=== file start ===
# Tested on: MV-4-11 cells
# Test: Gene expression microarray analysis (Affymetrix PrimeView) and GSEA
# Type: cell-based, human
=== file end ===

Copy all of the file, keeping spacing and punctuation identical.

# Tested on: MV-4-11 cells
# Test: Gene expression microarray analysis (Affymetrix PrimeView) and GSEA
# Type: cell-based, human